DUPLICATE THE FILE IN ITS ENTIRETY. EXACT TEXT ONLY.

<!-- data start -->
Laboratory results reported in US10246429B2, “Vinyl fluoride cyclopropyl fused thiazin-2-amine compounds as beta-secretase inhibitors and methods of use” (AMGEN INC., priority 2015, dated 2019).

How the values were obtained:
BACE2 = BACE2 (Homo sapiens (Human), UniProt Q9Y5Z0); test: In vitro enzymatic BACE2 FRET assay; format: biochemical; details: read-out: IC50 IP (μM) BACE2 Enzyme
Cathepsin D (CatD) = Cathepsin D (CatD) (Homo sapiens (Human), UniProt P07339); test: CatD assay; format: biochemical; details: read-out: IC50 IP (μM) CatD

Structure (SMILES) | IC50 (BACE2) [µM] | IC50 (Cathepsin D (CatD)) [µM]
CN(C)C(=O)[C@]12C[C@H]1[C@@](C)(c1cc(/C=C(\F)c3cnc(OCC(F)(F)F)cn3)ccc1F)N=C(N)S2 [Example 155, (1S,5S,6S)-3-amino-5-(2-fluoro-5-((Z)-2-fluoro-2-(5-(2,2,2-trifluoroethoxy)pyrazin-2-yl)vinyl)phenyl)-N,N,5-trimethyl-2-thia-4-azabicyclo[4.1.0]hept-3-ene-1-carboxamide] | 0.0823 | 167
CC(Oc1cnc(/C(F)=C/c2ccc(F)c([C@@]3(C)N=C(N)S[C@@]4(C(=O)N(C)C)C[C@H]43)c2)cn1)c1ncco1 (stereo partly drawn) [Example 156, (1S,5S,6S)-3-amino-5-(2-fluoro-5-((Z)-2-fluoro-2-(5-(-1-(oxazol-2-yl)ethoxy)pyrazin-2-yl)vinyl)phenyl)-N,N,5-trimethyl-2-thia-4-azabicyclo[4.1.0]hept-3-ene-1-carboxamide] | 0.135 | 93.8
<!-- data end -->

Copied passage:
Laboratory results reported in US10246429B2, “Vinyl fluoride cyclopropyl fused thiazin-2-amine compounds as beta-secretase inhibitors and methods of use” (AMGEN INC., priority 2015, dated 2019).

How the values were obtained:
BACE2 = BACE2 (Homo sapiens (Human), UniProt Q9Y5Z0); test: In vitro enzymatic BACE2 FRET assay; format: biochemical; details: read-out: IC50 IP (μM) BACE2 Enzyme
Cathepsin D (CatD) = Cathepsin D (CatD) (Homo sapiens (Human), UniProt P07339); test: CatD assay; format: biochemical; details: read-out: IC50 IP (μM) CatD

Structure (SMILES) | IC50 (BACE2) [µM] | IC50 (Cathepsin D (CatD)) [µM]
CN(C)C(=O)[C@]12C[C@H]1[C@@](C)(c1cc(/C=C(\F)c3cnc(OCC(F)(F)F)cn3)ccc1F)N=C(N)S2 [Example 155, (1S,5S,6S)-3-amino-5-(2-fluoro-5-((Z)-2-fluoro-2-(5-(2,2,2-trifluoroethoxy)pyrazin-2-yl)vinyl)phenyl)-N,N,5-trimethyl-2-thia-4-azabicyclo[4.1.0]hept-3-ene-1-carboxamide] | 0.0823 | 167
CC(Oc1cnc(/C(F)=C/c2ccc(F)c([C@@]3(C)N=C(N)S[C@@]4(C(=O)N(C)C)C[C@H]43)c2)cn1)c1ncco1 (stereo partly drawn) [Example 156, (1S,5S,6S)-3-amino-5-(2-fluoro-5-((Z)-2-fluoro-2-(5-(-1-(oxazol-2-yl)ethoxy)pyrazin-2-yl)vinyl)phenyl)-N,N,5-trimethyl-2-thia-4-azabicyclo[4.1.0]hept-3-ene-1-carboxamide] | 0.135 | 93.8